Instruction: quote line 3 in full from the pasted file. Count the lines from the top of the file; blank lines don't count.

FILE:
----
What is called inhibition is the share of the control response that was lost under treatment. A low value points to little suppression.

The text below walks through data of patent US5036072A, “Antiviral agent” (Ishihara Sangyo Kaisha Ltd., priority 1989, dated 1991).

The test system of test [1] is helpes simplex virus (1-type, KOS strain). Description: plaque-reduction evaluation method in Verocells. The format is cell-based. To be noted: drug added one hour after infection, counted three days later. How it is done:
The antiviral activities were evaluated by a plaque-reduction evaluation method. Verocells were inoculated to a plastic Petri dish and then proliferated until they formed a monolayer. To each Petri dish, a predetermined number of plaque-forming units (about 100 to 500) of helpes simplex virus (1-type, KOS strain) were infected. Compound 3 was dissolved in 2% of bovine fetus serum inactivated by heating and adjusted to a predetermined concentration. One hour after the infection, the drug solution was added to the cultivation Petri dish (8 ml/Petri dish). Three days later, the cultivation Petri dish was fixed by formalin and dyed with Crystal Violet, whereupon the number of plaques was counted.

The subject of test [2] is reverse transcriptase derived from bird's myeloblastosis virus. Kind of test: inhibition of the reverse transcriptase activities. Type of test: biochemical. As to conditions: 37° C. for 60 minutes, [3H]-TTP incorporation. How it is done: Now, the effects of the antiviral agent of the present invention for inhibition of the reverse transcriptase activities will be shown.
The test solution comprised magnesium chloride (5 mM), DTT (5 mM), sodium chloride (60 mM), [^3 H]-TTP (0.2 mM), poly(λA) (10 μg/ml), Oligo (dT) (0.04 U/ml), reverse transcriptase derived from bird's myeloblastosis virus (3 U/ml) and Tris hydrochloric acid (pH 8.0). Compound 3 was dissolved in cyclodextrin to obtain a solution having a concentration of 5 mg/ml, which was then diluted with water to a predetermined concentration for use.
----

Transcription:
The test system of test [1] is helpes simplex virus (1-type, KOS strain). Description: plaque-reduction evaluation method in Verocells. The format is cell-based. To be noted: drug added one hour after infection, counted three days later. How it is done: